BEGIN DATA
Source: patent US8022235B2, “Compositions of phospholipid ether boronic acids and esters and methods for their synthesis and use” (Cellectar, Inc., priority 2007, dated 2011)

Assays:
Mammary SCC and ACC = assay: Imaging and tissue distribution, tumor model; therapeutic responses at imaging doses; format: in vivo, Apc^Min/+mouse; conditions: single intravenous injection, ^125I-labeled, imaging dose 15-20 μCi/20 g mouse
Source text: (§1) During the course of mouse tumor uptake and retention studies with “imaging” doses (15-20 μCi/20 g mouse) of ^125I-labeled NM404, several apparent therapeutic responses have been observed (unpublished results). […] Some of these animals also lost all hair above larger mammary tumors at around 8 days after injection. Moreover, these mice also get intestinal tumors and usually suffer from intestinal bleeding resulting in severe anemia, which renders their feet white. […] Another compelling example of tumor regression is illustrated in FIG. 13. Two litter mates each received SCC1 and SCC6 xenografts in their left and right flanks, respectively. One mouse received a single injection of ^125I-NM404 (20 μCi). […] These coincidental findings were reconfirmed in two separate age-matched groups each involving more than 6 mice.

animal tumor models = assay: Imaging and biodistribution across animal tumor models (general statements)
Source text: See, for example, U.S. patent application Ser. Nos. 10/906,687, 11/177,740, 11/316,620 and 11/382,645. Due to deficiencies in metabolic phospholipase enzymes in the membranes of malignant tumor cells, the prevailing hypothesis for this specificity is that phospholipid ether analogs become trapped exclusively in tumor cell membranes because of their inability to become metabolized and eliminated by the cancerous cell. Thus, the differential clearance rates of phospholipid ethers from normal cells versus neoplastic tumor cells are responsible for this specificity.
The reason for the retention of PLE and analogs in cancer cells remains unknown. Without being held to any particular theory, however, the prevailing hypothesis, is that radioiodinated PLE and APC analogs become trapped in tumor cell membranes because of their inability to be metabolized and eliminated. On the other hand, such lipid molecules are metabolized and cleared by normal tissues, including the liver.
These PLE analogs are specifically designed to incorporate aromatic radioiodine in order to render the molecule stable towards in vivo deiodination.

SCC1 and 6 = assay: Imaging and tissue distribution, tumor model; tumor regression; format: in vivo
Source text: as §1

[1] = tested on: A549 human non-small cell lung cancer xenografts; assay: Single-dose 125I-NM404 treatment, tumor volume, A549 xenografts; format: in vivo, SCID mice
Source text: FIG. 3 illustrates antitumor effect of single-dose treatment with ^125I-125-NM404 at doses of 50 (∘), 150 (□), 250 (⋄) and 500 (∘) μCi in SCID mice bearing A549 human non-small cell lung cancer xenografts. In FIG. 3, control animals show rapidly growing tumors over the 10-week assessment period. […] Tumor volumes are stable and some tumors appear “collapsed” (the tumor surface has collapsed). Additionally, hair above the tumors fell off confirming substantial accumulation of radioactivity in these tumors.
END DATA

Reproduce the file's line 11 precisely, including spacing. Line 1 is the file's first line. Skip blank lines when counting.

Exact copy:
[1] = tested on: A549 human non-small cell lung cancer xenografts; assay: Single-dose 125I-NM404 treatment, tumor volume, A549 xenografts; format: in vivo, SCID mice